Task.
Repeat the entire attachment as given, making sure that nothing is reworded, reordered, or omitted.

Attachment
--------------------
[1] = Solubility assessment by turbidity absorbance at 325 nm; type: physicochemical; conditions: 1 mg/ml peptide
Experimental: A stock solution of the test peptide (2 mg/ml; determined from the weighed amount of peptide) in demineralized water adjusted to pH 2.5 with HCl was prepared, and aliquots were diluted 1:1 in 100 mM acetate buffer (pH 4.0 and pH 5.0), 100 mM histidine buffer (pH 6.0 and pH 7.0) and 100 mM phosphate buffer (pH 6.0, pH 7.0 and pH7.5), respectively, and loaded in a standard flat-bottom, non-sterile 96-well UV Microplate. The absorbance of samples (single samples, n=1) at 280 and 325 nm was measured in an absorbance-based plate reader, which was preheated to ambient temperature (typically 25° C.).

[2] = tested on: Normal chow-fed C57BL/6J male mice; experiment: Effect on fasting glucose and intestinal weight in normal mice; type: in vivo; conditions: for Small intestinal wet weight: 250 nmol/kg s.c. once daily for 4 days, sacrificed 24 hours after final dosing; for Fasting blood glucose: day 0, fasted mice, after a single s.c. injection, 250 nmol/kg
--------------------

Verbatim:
[1] = Solubility assessment by turbidity absorbance at 325 nm; type: physicochemical; conditions: 1 mg/ml peptide
Experimental: A stock solution of the test peptide (2 mg/ml; determined from the weighed amount of peptide) in demineralized water adjusted to pH 2.5 with HCl was prepared, and aliquots were diluted 1:1 in 100 mM acetate buffer (pH 4.0 and pH 5.0), 100 mM histidine buffer (pH 6.0 and pH 7.0) and 100 mM phosphate buffer (pH 6.0, pH 7.0 and pH7.5), respectively, and loaded in a standard flat-bottom, non-sterile 96-well UV Microplate. The absorbance of samples (single samples, n=1) at 280 and 325 nm was measured in an absorbance-based plate reader, which was preheated to ambient temperature (typically 25° C.).

[2] = tested on: Normal chow-fed C57BL/6J male mice; experiment: Effect on fasting glucose and intestinal weight in normal mice; type: in vivo; conditions: for Small intestinal wet weight: 250 nmol/kg s.c. once daily for 4 days, sacrificed 24 hours after final dosing; for Fasting blood glucose: day 0, fasted mice, after a single s.c. injection, 250 nmol/kg